Dean Lawson, Chief, 2019 © Deana Lawson. Courtesy of the artist and Sikkema Jenkins & Co., New York

PTo celebrate the virtual launch of the educational publication of the 34th Bienal de São Paulo - It's dark but I sing, first rehearsals -, the Bienal holds three meetings with themes related to the content contained in its publication. Each broadcast has the recorded participation of authors and artists who collaborated with the publication and at the end there is a space for comments and questions (to participate, simply click here). In addition, a virtual exhibition by Deana Lawson integrates the institution's virtual actions.

Biennial
Cover and cover pages of the publication Primeira Ensaios. Photo: Disclosure.

First Tests

The book bets on the thought of the Martinican philosopher and poet Édouard Glissant, recognizing the effort and complexity required not to relate from a single point of view with the knowledge that is assimilated and with the realities that surround us. In a note, the general curator of the 34th Bienal, Jacopo Crivelli Visconti, stated that “we never have the ambition to explain things from beginning to end, because our vision is the same as that of Glissant, that there is always a part of the other, a part big or small, you won't understand. And the effort that is made is for you to have a relationship with this other, even if you don't understand”.

On June 10, the conversation will be based on the Bendegó meteorite. Found in the Brazilian hinterland, Bahia, in 1784, the meteorite withstood the fire of the National Museum in Rio de Janeiro in 2018. This was also the largest siderite coming from space that had been found on Brazilian soil. In the book, the meteorite appears as a statement to address notions of resistance, perpetuity and resilience. For the conversation, the Bienal brings the curator of meteoritics from the National Museum, Maria Elizabeth Zucolotto, and the indigenous artist Gustavo Caboco.

On the 11th, professor Christine Greiner and artist Eleonora Fabião talk about the bell in the chapel of Padre Faria, dating from 1750 and located in the Minas Gerais city of Ouro Preto, which was rung on two important occasions in the history of Brazil: the day of death of Tiradentes and the inauguration of Brasília. In the book, the bell is used in a practical essay, a proposal for an artistic exercise focused on the relationships between body, sound, repetition and memory.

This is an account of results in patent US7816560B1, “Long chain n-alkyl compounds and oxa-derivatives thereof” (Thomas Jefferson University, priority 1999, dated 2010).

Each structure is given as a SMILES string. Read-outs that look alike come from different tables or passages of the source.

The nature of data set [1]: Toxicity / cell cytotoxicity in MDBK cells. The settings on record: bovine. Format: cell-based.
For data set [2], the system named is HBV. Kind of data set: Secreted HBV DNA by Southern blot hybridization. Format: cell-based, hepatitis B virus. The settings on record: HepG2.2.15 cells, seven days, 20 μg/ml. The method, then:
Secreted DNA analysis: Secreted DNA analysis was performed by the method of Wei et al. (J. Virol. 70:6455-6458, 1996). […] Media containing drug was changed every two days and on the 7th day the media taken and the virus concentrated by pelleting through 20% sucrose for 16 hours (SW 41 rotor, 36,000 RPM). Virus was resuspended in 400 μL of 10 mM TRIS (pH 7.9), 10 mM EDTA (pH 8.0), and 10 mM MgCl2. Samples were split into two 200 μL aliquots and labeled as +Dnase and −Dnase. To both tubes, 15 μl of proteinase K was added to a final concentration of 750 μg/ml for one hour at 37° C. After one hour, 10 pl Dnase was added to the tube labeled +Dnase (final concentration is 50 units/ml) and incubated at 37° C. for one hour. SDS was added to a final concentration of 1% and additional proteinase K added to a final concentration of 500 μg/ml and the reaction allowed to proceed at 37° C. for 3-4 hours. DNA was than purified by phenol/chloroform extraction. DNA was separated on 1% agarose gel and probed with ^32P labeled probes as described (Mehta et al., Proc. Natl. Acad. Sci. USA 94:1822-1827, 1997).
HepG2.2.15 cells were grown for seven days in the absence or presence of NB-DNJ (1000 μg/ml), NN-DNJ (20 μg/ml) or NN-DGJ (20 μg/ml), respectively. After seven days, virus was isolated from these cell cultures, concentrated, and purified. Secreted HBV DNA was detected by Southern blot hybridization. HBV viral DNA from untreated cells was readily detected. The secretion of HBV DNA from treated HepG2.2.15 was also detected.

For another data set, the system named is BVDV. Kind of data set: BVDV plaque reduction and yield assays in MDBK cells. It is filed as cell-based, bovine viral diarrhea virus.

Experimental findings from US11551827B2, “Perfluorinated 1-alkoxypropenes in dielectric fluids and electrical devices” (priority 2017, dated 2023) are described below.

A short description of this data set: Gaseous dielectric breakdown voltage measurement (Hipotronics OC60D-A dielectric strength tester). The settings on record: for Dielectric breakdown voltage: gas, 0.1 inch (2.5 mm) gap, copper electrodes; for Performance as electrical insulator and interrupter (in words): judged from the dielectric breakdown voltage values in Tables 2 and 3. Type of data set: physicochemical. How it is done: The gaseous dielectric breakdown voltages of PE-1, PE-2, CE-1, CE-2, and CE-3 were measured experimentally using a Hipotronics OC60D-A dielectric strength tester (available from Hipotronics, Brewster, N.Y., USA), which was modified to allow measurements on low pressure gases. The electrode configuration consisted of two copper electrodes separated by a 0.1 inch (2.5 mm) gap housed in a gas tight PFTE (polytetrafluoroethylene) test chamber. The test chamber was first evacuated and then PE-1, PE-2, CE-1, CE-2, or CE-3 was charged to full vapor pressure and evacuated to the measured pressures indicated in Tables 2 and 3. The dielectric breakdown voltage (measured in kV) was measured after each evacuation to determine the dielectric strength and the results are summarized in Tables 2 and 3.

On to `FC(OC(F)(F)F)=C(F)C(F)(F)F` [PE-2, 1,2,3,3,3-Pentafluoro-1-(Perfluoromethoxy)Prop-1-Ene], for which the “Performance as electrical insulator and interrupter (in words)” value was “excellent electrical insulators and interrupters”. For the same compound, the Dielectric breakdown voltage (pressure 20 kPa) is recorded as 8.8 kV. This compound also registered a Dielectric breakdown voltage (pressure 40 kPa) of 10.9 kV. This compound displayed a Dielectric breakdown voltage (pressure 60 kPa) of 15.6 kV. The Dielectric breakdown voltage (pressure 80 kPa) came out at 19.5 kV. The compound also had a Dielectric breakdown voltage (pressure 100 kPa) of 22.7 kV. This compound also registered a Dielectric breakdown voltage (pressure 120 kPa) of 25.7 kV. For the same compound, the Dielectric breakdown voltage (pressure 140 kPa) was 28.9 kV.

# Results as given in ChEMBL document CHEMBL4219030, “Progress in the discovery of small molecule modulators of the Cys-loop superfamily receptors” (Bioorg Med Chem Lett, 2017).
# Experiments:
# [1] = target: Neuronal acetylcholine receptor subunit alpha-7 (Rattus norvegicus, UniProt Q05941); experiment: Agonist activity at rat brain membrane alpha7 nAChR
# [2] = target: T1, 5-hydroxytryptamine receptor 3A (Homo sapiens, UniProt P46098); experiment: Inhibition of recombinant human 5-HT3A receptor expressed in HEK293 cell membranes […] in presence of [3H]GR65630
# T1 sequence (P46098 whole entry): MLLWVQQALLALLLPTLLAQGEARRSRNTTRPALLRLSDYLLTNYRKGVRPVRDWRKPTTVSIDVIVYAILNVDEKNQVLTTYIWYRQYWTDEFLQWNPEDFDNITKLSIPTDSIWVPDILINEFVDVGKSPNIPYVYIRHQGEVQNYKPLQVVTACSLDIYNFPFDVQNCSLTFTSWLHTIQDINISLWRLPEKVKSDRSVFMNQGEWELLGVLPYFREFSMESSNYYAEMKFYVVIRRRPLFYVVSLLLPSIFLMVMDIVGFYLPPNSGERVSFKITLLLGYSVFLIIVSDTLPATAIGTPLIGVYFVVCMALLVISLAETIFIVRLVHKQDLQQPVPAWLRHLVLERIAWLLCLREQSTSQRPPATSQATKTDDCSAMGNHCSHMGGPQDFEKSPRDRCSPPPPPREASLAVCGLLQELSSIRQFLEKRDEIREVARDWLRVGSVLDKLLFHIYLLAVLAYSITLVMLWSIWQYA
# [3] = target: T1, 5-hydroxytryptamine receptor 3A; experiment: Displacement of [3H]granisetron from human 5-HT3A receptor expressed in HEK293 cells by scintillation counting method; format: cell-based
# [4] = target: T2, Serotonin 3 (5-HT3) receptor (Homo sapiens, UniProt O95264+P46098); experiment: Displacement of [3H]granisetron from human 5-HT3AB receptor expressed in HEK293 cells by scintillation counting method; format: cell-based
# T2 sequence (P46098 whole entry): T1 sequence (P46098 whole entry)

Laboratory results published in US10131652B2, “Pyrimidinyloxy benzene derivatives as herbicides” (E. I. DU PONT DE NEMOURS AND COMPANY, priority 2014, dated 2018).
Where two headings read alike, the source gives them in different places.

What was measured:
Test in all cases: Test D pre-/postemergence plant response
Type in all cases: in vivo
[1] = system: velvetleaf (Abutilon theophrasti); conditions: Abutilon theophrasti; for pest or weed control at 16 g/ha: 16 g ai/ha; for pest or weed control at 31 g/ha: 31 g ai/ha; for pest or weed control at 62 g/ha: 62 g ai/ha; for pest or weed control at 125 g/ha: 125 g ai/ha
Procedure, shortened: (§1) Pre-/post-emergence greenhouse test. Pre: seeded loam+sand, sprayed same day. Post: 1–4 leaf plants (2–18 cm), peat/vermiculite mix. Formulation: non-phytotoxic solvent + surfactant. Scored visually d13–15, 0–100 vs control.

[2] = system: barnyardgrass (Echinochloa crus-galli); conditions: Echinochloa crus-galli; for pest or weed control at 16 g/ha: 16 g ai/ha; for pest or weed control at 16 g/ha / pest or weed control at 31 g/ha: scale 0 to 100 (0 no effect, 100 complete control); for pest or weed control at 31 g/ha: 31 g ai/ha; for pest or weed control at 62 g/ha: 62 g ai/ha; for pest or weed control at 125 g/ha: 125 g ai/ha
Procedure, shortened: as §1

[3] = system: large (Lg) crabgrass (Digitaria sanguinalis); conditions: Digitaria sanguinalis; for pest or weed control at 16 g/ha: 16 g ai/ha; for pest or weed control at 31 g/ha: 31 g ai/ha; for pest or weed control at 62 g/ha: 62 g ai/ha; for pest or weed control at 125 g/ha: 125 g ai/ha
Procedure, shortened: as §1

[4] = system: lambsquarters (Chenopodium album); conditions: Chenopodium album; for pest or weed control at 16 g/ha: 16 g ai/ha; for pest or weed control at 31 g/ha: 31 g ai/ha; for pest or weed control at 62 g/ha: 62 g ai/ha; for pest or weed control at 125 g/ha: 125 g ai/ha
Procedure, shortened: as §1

On the 12th, themes around the portraits of Frederick Douglass will be addressed. Today, Douglass is recognized for his pioneering understanding of the circulation of the photographic image as a political instrument capable of reiterating or opposing racial stereotypes. In the Bienal publication, he mobilizes research related to these issues and self-representation. To contribute to the debate, journalist Nabor Jr. and the artist Daniel de Paula, who will also address the Teatro Experimental do Negro.  

Deana Lawson in new solo exhibition

Biennial
Deana Lawson, Vera with Lateral Puncture, 2020 © Deana Lawson. Courtesy of the artist and Sikkema Jenkins & Co., New York

With an unprecedented series held in Salvador (BA), commissioned by the Fundação Bienal, the American photographer Deana Lawson opens a new solo exhibition in Switzerland. The exhibition is based on the photographer's research on African diasporas in various parts of the world and premiered at the Kunsthalle Basel, in Basel, forming one of the multiple expanded actions of the 34th Bienal de São Paulo. centropy presents meticulously staged yet deeply intimate images that explore the clothing, everyday habits and domestic interiors of such African diasporas. Keeping a close eye on stereotypes in Western portrayals of Africans and people of African descent, Lawson captures unforgettable constructions of contemporary black life.

 

The online version of the First Essays is now available for download and reading at this link

Also check out the other content available on the Bienal website here.

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